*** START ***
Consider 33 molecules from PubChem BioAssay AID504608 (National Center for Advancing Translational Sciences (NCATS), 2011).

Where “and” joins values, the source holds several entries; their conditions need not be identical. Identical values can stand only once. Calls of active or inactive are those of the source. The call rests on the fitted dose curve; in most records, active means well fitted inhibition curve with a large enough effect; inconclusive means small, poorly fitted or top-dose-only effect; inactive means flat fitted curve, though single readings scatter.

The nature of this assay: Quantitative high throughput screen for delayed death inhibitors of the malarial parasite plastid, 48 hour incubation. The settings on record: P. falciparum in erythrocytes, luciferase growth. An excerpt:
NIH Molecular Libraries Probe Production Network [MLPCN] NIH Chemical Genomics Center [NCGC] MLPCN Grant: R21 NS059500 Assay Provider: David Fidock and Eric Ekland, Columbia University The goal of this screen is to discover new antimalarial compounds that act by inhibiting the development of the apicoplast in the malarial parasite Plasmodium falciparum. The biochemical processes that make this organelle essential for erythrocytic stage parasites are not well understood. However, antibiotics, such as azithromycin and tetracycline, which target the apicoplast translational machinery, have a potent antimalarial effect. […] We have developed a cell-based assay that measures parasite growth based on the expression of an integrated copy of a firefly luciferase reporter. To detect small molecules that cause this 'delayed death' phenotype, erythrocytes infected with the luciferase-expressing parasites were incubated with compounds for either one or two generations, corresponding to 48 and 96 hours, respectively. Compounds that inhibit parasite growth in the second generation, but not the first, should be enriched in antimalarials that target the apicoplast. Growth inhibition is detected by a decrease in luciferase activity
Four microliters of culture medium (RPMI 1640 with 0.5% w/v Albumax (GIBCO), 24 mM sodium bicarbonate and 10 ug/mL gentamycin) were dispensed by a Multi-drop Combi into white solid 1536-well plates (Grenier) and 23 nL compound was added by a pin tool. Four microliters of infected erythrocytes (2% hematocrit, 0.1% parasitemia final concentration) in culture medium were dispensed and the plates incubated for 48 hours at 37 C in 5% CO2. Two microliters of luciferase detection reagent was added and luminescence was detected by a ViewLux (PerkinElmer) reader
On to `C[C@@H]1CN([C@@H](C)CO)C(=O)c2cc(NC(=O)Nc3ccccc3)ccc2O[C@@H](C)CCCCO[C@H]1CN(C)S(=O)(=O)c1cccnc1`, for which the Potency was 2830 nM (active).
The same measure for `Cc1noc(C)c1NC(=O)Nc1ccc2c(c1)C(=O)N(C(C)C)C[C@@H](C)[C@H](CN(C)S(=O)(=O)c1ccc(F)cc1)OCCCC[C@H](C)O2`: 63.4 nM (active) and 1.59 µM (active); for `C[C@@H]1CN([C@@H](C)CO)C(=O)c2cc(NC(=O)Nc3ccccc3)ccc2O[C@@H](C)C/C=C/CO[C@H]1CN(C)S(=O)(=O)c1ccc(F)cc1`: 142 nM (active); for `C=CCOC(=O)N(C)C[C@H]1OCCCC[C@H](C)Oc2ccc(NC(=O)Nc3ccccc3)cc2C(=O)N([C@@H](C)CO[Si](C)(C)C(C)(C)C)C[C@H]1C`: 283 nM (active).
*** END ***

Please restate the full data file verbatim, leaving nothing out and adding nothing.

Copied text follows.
Consider 33 molecules from PubChem BioAssay AID504608 (National Center for Advancing Translational Sciences (NCATS), 2011).

Where “and” joins values, the source holds several entries; their conditions need not be identical. Identical values can stand only once. Calls of active or inactive are those of the source. The call rests on the fitted dose curve; in most records, active means well fitted inhibition curve with a large enough effect; inconclusive means small, poorly fitted or top-dose-only effect; inactive means flat fitted curve, though single readings scatter.

The nature of this assay: Quantitative high throughput screen for delayed death inhibitors of the malarial parasite plastid, 48 hour incubation. The settings on record: P. falciparum in erythrocytes, luciferase growth. An excerpt:
NIH Molecular Libraries Probe Production Network [MLPCN] NIH Chemical Genomics Center [NCGC] MLPCN Grant: R21 NS059500 Assay Provider: David Fidock and Eric Ekland, Columbia University The goal of this screen is to discover new antimalarial compounds that act by inhibiting the development of the apicoplast in the malarial parasite Plasmodium falciparum. The biochemical processes that make this organelle essential for erythrocytic stage parasites are not well understood. However, antibiotics, such as azithromycin and tetracycline, which target the apicoplast translational machinery, have a potent antimalarial effect. […] We have developed a cell-based assay that measures parasite growth based on the expression of an integrated copy of a firefly luciferase reporter. To detect small molecules that cause this 'delayed death' phenotype, erythrocytes infected with the luciferase-expressing parasites were incubated with compounds for either one or two generations, corresponding to 48 and 96 hours, respectively. Compounds that inhibit parasite growth in the second generation, but not the first, should be enriched in antimalarials that target the apicoplast. Growth inhibition is detected by a decrease in luciferase activity
Four microliters of culture medium (RPMI 1640 with 0.5% w/v Albumax (GIBCO), 24 mM sodium bicarbonate and 10 ug/mL gentamycin) were dispensed by a Multi-drop Combi into white solid 1536-well plates (Grenier) and 23 nL compound was added by a pin tool. Four microliters of infected erythrocytes (2% hematocrit, 0.1% parasitemia final concentration) in culture medium were dispensed and the plates incubated for 48 hours at 37 C in 5% CO2. Two microliters of luciferase detection reagent was added and luminescence was detected by a ViewLux (PerkinElmer) reader
On to `C[C@@H]1CN([C@@H](C)CO)C(=O)c2cc(NC(=O)Nc3ccccc3)ccc2O[C@@H](C)CCCCO[C@H]1CN(C)S(=O)(=O)c1cccnc1`, for which the Potency was 2830 nM (active).
The same measure for `Cc1noc(C)c1NC(=O)Nc1ccc2c(c1)C(=O)N(C(C)C)C[C@@H](C)[C@H](CN(C)S(=O)(=O)c1ccc(F)cc1)OCCCC[C@H](C)O2`: 63.4 nM (active) and 1.59 µM (active); for `C[C@@H]1CN([C@@H](C)CO)C(=O)c2cc(NC(=O)Nc3ccccc3)ccc2O[C@@H](C)C/C=C/CO[C@H]1CN(C)S(=O)(=O)c1ccc(F)cc1`: 142 nM (active); for `C=CCOC(=O)N(C)C[C@H]1OCCCC[C@H](C)Oc2ccc(NC(=O)Nc3ccccc3)cc2C(=O)N([C@@H](C)CO[Si](C)(C)C(C)(C)C)C[C@H]1C`: 283 nM (active).